You save more water by not eating a pound of meat than you do by not showering for six months

The water crisis in Cape Town is a dire situation as there are only 79 days of useable water left. Our water resources will be exhausted by 30 June, as announced by News24.

Cape Town uses approximately 801 million litres of water per day, which is 101 million liters above the target of 700 million liters per day. It is not only large corporations that use exorbitant amounts of water. Many households are responsible for this high water usage – 20 000 homes use 50 kilolitres a month, according to Patricia de Lille, the mayor of Cape Town. These households will not go unpunished though. They face steep fines if they fail to reduce their consumption levels and warnings have been issued which affirms that their water usage will be cut to 350 litres per day.


Theewaterskloof dam, one of the biggest water suppliers in Cape Town, is close to empty. Photo: Edited by: Lara Antonopoulos

Each individual can make a difference to save Cape Town by reducing their level of water consumption:

Adopting a vegetarian diet could be beneficial to Cape Town and aid in the attempt to save the city. The amount of water that goes to raising animals for food is astounding. The production of one pound of meat takes more than 2,400 gallons of water, whereas just 25 gallons of water is needed to grow 1 pound of wheat. Diets which depend on meat, therefore, place enormous pressure on the environment. Research claims that up to 24% more water will be needed to grow the world’s food in 20 years. It is simply not viable if one continues to live a meat-based life.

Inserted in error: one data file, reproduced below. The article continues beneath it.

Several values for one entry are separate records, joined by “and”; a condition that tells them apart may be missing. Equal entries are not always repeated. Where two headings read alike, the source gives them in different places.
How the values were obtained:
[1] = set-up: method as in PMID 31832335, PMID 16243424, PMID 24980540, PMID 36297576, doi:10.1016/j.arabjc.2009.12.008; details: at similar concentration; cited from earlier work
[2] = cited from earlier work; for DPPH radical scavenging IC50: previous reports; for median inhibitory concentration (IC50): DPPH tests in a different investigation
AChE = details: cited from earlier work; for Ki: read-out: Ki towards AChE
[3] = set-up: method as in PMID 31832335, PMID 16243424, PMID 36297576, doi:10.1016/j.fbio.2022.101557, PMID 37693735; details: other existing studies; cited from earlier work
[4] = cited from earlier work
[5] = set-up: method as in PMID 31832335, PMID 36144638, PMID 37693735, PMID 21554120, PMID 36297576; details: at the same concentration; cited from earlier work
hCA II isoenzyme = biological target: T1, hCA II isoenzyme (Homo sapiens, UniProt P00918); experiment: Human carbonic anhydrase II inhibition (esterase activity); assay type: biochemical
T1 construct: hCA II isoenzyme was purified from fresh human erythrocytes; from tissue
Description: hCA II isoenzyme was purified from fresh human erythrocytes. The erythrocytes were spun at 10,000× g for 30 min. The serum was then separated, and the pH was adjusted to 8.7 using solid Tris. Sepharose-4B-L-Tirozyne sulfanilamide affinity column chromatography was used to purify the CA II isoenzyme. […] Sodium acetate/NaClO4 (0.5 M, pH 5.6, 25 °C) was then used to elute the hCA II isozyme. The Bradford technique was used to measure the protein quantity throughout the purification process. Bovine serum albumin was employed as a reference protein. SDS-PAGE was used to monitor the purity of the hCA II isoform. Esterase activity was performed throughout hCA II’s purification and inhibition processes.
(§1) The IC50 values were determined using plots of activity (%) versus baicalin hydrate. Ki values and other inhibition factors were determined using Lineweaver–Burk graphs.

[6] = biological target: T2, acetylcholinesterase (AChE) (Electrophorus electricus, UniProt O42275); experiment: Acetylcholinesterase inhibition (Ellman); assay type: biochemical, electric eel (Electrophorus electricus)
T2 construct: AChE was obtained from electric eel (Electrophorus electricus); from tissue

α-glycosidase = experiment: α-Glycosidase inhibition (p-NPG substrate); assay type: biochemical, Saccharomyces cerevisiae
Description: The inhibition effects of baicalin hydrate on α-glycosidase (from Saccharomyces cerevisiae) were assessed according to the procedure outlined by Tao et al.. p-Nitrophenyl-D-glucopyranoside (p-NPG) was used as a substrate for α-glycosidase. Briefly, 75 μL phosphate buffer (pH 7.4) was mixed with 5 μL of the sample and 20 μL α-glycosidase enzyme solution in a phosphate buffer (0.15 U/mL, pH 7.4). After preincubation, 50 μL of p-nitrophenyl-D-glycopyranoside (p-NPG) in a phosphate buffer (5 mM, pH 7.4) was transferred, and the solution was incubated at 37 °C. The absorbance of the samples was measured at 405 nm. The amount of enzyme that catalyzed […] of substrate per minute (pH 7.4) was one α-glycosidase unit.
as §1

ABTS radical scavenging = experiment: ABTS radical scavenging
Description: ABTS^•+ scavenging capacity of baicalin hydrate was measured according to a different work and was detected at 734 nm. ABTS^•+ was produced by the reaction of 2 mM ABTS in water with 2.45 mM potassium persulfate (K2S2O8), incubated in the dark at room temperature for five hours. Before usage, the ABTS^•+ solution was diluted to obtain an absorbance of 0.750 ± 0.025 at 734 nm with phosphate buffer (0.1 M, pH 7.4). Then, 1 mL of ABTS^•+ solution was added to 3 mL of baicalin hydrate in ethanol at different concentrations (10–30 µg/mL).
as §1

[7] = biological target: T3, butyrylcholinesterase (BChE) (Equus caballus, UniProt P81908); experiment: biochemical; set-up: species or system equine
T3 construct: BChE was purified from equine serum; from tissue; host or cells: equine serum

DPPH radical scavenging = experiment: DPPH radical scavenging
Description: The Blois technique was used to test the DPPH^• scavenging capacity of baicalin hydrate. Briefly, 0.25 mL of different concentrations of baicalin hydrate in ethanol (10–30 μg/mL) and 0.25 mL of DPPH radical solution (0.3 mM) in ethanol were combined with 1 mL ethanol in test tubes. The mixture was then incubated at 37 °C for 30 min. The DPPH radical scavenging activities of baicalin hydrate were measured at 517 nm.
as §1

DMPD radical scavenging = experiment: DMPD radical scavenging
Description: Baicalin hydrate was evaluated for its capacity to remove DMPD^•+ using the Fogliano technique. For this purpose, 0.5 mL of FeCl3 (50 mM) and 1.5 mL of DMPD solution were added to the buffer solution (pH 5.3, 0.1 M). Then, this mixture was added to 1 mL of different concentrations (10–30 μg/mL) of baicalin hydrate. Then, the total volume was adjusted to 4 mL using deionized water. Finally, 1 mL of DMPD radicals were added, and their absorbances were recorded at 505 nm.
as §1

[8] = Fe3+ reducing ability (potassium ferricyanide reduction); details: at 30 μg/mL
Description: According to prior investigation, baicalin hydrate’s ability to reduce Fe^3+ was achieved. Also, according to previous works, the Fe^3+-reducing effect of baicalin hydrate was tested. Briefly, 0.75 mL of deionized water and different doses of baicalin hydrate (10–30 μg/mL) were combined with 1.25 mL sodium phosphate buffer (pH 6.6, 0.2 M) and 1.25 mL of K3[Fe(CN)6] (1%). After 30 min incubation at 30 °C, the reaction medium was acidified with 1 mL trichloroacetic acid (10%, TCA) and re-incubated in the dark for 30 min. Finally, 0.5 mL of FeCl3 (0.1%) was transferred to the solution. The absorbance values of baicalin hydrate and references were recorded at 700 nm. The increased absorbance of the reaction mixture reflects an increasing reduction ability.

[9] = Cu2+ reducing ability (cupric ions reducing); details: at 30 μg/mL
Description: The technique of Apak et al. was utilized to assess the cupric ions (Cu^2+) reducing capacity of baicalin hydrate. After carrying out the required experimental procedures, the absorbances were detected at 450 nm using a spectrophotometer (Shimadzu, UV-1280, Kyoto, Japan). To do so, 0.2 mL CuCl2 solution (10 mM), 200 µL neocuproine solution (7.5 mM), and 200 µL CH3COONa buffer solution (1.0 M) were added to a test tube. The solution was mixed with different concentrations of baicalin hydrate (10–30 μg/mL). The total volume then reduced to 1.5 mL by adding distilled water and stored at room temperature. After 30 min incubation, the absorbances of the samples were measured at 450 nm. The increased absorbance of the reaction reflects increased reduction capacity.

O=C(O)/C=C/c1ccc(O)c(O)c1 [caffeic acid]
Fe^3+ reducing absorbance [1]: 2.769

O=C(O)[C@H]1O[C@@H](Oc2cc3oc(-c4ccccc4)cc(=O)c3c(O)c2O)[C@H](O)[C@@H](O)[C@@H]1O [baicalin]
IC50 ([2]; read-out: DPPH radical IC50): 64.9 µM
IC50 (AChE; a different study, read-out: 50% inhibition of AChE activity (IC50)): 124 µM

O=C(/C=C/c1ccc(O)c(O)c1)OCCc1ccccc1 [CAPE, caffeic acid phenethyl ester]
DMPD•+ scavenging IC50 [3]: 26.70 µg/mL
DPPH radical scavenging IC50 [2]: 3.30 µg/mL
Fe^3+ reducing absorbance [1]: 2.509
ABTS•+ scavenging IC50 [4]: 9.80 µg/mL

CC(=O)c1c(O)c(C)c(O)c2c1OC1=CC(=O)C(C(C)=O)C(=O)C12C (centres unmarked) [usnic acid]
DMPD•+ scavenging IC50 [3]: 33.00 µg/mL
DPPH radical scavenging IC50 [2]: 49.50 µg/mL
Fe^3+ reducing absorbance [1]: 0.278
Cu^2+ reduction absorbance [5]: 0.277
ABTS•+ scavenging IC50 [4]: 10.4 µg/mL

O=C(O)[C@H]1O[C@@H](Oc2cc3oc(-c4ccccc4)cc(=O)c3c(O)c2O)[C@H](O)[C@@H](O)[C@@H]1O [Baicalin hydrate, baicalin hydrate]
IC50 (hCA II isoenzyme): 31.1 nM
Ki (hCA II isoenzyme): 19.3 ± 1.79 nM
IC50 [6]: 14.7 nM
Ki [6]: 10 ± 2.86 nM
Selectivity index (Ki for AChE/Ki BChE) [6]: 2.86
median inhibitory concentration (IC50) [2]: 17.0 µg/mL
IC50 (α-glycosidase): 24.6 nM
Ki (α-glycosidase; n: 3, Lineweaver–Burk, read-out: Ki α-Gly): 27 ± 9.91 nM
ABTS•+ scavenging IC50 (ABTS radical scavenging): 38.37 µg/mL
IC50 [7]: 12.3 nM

There are many other prudent ways in which people – meat eaters and vegetarians – can save water. Non-potable water (water that is not of drinking quality) can be utilized in many ways:

  • Individuals can shower with a bucket and recycle the grey water to use in the garden.

  • Vehicles can be washed with non-potable water.

  • Other little things which make a big difference include fixing a dripping tap and

  • Turning off the tap when you brush your teeth (because running the tap while brushing your teeth uses up to 20 litres of water!) or

  • Installing a water meter.

Attempts to manage water consumption will be put into effect, according to Xanthea Limberg –   the mayoral committee member for water services – in an interview with Cape Argus. “… the city will intensify the restriction rules further and drop pressures to inhibit high consumption.” The installation of water management devices would assist households, businesses and other users to efficiently manage consumption. Level 3B water restrictions have been in effect since 1 February 2017 until further notice. The hyperlink explains what the restriction entails in more detail.

It may seem futile to fix a dripping tap – one might ask how that matters in the grand scheme of things, but it is important to remember that every drop counts. Overcoming the water crisis starts at home. In the end, saving water will not only help the water crisis in Cape Town, but it will also benefit the environment.


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